Netanyahu Defends Plan for Jewish Homes in East Jerusalem
AUDIE CORNISH, HOST:
Israel's Prime Minister, Benjamin Netanyahu, is visiting the U.S. His trip coincides with news out of Jerusalem. City officials approved new Jewish housing in East Jerusalem - that's the area captured by Israel in the 1967 war - that the Palestinians seek to use as the capital of their state.
STEVE INSKEEP, HOST:
The 2,500 new homes won approval, despite a sharp warning. The United States says Israeli construction in West Bank areas dims hopes for an eventual Palestinian state. Prime Minister Netanyahu has said he favors a Palestinian state so that raised some questions when we sat down here in Manhattan.
State Department spokeswoman describes that final approval for the settlements as a troubling message, sending a troubling message, that will distance Israel from even its closest allies. What makes that particular settlement worth the trouble?
PRIME MINISTER BENJAMIN NETANYAHU: These are not settlements. These are neighborhoods in Jerusalem. Jerusalem has been the capital of the Jewish people for thousands of years and I think in any conceivable peace plan, including those that were discussed with the Palestinians, even the Palestinians understood that Jewish neighborhoods would remain in Jerusalem.
INSKEEP: But we're talking here about 2,500 homes in East Jerusalem.
NETANYAHU: They're not in East Jerusalem, they're in South Jerusalem, actually and they include 700 units for the Arab residents of Jerusalem. That's a little fact that hasn't gotten any press.
INSKEEP: We are talking about east of the 1967 line, though, are we not?
INSKEEP: So when you say South Jerusalem, it's former East Jerusalem.
NETANYAHU: Nearly half of Jerusalem's population live in neighborhoods that bought the former 1967 borders and nobody in his right mind thinks that they're going to be uprooted. In fact, the whole presentation of the idea of swaps that the Palestinians have made is based on their understanding that these neighborhoods are going to stay.
INSKEEP: A couple of other statements - as you know, a number of weeks ago, 43 reservists in the Israeli Defense Forces put their names on a letter stating that they objected to serving in the West Bank because - according to this letter, anyway - they felt that they were being made to control another nation.
What, if anything, is wrong with what they said?
NETANYAHU: Well, first of all, look at what's right about Israel - you can publish anything. You don't get beheaded, you don't get - as in Gaza -a bullet in the back of your head, say what you want. They can do that. We actually don't do what they claim we do. We're very careful and the practices that they're talking about...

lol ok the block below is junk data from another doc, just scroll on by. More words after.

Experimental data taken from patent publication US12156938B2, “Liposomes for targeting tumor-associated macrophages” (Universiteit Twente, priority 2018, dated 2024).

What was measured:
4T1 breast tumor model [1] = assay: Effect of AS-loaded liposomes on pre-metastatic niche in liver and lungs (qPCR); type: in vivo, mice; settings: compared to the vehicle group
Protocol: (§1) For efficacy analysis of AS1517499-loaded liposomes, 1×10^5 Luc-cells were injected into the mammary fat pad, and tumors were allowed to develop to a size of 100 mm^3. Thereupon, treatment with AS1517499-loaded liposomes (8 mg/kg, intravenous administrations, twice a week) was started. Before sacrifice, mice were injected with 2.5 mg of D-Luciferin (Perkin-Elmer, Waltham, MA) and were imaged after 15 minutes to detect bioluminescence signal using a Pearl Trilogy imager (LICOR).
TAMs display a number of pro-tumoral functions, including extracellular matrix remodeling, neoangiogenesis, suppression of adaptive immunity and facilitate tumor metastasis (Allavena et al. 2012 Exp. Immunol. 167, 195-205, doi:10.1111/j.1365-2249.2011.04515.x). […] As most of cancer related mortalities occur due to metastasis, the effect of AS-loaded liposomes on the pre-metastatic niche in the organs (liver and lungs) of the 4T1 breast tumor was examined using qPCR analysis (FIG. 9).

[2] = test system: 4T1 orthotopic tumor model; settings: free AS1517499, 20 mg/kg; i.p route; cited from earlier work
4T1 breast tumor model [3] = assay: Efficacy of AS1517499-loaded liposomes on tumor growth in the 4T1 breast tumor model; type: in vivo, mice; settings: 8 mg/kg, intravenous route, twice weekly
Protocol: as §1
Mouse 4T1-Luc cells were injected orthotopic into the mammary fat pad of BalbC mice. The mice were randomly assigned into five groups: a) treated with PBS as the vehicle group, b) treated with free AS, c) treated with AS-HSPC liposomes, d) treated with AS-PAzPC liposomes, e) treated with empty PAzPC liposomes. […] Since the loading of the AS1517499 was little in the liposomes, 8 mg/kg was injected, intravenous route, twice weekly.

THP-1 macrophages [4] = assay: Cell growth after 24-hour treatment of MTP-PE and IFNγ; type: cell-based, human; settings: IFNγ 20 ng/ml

INSKEEP: Well, they said that you were spying on people. You say that's not what was happening?
NETANYAHU: Well, I didn't say we're not spying on people, but they implied that we were exploiting sexual peccadilloes and we don't, that's not true.
INSKEEP: What about that basic statement though, that they were being made to control another nation?
NETANYAHU: There's a difference. There's no question about the fact that there are differences in point of view, but I think the real question is, how do we get peace?
INSKEEP: That brings us to another statement, one of yours.
Over the summer during the war against Hamas, you made a statement about the West Bank and you said, that there cannot be any agreement - a peace agreement - in which we, Israel, would relinquish security- control west of the River Jordan, saying that Israel must remain in charge of security in the West Bank.
How can there be a fully sovereign Palestinian entity if you maintain security-control over the West Bank in the long-term?
NETANYAHU: Well, I think you're going to have a long-term Israeli security presence there and that's what I was referring to and how can that be? How can you possibly reconcile a long-term security presence of a former enemy on your own territory? Well, let's see, how about Germany and American bases there? How about South Korea and American bases there? How about Japan?
INSKEEP: But you said security-controlled. Do not mean control, do you just mean an Israeli base?
NETANYAHU: Well, it's not really a base in our case - we have a problem. I'll tell you what it is. We relinquished all security-control in Gaza. You know, we went by the international book, so to speak. They said, go back to the '67 lines, uproot all the settlements, hand the keys over to President Abbas of the Palestinian Authority, hope for the best. And what we got was not peace; what we got was an Islamist enclave from which 15,000 rockets have been fired in Gaza.
INSKEEP: In Gaza?
NETANYAHU: From Gaza, yeah - from Gaza. In Gaza and from Gaza. And we've had to go to three military operations in these ensuing seven years. We can't just replicate that in the West Bank.
INSKEEP: So the Palestinians have to except they just cannot have a fully-sovereign entity? They have to live with Israeli troops?
NETANYAHU: I think we have to differentiate between political sovereignty and security arrangements, just as you do that in other countries that I mentioned.
INSKEEP: That's part of our conversation with Israeli Prime Minister Benjamin Netanyahu, here in New York. Elsewhere this morning, we will ask if Netanyahu now sees eye to eye with President Obama in talking with Iran.
INSKEEP: It's MORNING EDITION from NPR News.
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